Policy Research Reports
14 items available
Permanent URI for this collection
This series brings to a broad audience the results of World Bank research on development policy. The reports are designed to contribute to the debate on appropriate public policies for developing economies. Titles in this series undergo internal and external review under the management of the Research Group in the World Bank's Development Economics Vice Presidency.
Items in this collection
Now showing 1 - 4 of 4
At Loggerheads? Agricultural Expansion, Poverty Reduction, and Environment in the Tropical Forests(Washington, DC: World Bank, 2007) Chomitz, Kenneth ; Buys, Piet ; De Luca, Giacomo ; Thomas, Timothy S. ; Wertz-Kanounnikoff, SheilaThere are many causes, consequences, and connections of deforestation and forest poverty in the tropical world. This report specifically addresses the potential dilemma of trade-offs between poverty reduction and environmental protection. It seeks to improve the diagnosis of forest problems and facilitate the prescription and application of solutions by focusing on both the causes and consequences of forest conversion to agriculture and on the nature and location of forest poverty. The first section is diagnostic, examining the drivers and consequences of deforestation and forest poverty. The second part looks at how governance, institutions, and policies shape those drivers. It identifies opportunities for win-win policies. In particular, anything that boosts labor demand outside agriculture will tend to reduce both poverty and deforestation. Additionally, promotion of some kinds of agroforestry can help to improve the ecological functions of degraded forests while boosting farm output and employment. The report offers a systematic framework for thinking about how to integrate forest management with rural development in a sustainable way.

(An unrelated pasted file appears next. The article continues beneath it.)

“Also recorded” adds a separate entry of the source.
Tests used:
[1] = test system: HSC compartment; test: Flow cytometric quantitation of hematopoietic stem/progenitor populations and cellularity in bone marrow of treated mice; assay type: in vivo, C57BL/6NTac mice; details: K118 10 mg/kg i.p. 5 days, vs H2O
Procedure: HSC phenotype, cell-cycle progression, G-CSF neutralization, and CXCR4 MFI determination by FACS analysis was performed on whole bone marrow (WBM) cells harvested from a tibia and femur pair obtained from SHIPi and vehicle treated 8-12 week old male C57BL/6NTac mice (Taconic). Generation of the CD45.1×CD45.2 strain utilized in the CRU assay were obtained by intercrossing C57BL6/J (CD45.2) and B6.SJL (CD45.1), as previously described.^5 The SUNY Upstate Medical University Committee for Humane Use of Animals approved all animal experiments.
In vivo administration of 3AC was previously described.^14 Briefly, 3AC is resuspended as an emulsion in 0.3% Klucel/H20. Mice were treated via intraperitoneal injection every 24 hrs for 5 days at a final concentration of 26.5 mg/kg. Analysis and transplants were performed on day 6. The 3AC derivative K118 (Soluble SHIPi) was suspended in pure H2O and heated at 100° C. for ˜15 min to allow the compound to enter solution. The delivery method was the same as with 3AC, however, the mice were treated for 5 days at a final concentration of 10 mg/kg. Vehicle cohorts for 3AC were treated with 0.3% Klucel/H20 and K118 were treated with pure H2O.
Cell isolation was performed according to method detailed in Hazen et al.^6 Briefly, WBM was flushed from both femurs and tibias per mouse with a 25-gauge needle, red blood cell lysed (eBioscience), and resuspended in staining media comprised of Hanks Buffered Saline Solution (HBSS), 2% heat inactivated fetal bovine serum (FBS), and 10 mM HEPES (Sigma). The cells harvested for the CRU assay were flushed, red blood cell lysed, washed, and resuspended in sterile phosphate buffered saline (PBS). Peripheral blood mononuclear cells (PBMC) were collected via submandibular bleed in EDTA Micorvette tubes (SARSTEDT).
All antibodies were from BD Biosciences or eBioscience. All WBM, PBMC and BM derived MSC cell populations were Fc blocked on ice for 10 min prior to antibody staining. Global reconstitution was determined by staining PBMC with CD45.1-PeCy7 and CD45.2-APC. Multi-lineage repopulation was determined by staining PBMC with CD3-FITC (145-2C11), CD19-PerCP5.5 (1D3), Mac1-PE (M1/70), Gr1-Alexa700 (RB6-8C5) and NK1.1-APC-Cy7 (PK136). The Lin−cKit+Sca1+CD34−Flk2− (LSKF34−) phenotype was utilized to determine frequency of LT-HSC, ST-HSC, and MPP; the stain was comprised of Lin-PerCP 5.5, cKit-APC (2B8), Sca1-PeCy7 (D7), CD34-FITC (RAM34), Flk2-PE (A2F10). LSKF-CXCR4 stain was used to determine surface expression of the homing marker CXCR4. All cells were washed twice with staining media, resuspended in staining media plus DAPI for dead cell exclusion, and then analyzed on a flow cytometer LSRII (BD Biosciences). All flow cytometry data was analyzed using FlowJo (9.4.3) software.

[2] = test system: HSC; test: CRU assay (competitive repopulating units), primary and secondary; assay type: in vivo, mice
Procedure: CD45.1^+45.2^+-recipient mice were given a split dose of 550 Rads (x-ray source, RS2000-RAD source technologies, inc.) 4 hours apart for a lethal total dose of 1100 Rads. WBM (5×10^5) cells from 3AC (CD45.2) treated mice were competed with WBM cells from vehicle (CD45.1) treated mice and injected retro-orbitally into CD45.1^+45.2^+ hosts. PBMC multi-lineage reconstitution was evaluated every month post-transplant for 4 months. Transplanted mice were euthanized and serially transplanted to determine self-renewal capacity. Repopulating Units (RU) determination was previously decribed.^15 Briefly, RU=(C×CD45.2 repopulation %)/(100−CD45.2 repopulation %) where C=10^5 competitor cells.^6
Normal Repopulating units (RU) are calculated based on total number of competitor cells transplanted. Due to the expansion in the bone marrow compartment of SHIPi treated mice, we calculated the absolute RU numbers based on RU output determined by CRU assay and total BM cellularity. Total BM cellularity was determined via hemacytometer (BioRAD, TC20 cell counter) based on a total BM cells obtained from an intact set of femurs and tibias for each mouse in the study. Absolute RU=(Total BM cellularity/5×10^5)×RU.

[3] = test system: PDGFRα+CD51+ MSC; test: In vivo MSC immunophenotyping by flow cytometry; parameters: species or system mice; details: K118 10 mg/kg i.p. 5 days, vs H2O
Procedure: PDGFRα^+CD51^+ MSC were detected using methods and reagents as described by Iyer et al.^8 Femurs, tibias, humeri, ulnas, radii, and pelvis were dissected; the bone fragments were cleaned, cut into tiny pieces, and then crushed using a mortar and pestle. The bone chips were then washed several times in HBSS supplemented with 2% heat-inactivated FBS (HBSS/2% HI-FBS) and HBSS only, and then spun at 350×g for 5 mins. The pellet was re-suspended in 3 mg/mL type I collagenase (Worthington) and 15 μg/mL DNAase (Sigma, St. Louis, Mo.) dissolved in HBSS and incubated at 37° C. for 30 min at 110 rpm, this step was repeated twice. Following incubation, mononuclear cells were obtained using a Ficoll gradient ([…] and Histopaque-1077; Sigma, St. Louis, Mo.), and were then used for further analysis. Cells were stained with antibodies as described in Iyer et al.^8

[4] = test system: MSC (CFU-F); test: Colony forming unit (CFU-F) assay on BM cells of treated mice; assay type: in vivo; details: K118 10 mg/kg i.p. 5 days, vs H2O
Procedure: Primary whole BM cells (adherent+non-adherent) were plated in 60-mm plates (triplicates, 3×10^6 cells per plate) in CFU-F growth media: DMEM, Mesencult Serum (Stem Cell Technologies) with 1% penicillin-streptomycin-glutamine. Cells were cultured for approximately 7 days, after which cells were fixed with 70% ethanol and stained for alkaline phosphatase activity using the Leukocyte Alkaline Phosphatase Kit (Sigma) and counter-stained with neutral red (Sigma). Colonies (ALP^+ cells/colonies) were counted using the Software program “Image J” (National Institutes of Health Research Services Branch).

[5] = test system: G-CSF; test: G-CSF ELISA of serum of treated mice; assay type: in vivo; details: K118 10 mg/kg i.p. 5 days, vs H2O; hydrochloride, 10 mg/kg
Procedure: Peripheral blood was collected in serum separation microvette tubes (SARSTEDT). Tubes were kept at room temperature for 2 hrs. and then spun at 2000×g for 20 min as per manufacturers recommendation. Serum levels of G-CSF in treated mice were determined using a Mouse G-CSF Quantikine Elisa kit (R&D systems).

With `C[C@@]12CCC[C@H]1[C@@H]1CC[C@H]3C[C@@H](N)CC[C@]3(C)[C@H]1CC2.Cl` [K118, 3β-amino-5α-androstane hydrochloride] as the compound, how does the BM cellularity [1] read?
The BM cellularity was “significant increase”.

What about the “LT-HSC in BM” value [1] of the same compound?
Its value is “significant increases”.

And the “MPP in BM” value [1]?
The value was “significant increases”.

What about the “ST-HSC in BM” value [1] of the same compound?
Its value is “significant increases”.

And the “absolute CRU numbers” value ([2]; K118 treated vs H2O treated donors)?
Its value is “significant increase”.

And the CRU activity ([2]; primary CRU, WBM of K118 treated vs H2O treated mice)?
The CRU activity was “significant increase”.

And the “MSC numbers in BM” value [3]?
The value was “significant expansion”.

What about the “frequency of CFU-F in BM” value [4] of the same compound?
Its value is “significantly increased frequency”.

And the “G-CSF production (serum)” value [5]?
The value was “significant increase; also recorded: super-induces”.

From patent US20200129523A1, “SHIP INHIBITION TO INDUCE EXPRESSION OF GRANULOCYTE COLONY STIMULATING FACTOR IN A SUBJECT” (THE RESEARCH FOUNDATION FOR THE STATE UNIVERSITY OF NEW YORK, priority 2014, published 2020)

Land Policies for Growth and Poverty Reduction(Washington, DC: World Bank and Oxford University Press, 2003) Deininger, KlausLand policies are of fundamental importance to sustainable growth, good governance, and the well-being of, and the economic opportunities open to, both rural and urban dwellers - particularly the poor. To this end, research on land policy, and analysis of interventions related to the subject, have long been of interest to the Bank's Research Department, and other academic, and civil society institutions. The report aims to strengthen the effectiveness of land policy in support of development, and poverty reduction, by setting out the results of recent research in a way that is accessible to a wide audience of policymakers, nongovernmental organizations, academics in the Bank's client countries, donor agency officials, and the broader development community. Its main message rests on three principles: 1) provision of secure tenure to land improves the welfare of the poor, particularly by enhancing the asset base of those whose land rights are often neglected, and, creates incentives needed for investment, paramount to sustainable economic growth; 2) facilitation of land exchange, and distribution, whether as an asset or for current services, at low cost, through markets, and non-market channels, will expedite land access by productive, but land-poor producers, so that once economic growth improves, financial markets would rely on the use of land as collateral; and, 3) governments' contribution to the promotion of socially desirable land allocation, and utilization. The report discusses mechanisms to promote tenure security, demonstrates the importance of rental market transactions, arguing the removal of impediments to these can generate equity advantages, and positive investments. It also illustrates mechanisms, ranging from taxation, to regulation and land use planning to address these issues.